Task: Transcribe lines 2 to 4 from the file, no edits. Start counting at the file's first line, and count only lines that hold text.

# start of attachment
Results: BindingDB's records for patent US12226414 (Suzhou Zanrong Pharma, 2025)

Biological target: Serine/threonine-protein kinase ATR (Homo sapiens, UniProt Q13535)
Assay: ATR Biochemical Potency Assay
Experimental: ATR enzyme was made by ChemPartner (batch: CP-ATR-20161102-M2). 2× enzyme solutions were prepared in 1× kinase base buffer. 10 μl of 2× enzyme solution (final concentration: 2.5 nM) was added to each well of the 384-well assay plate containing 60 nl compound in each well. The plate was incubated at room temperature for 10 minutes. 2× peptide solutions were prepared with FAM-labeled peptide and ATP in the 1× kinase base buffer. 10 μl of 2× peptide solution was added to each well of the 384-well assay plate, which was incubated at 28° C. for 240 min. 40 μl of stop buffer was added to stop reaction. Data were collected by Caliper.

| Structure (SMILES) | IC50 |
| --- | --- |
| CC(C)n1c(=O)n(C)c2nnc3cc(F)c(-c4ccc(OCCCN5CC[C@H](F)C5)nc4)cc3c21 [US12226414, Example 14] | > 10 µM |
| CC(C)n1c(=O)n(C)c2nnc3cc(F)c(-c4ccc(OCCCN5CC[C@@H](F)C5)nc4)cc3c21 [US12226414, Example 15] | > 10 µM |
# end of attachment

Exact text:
Biological target: Serine/threonine-protein kinase ATR (Homo sapiens, UniProt Q13535)
Assay: ATR Biochemical Potency Assay
Experimental: ATR enzyme was made by ChemPartner (batch: CP-ATR-20161102-M2). 2× enzyme solutions were prepared in 1× kinase base buffer. 10 μl of 2× enzyme solution (final concentration: 2.5 nM) was added to each well of the 384-well assay plate containing 60 nl compound in each well. The plate was incubated at room temperature for 10 minutes. 2× peptide solutions were prepared with FAM-labeled peptide and ATP in the 1× kinase base buffer. 10 μl of 2× peptide solution was added to each well of the 384-well assay plate, which was incubated at 28° C. for 240 min. 40 μl of stop buffer was added to stop reaction. Data were collected by Caliper.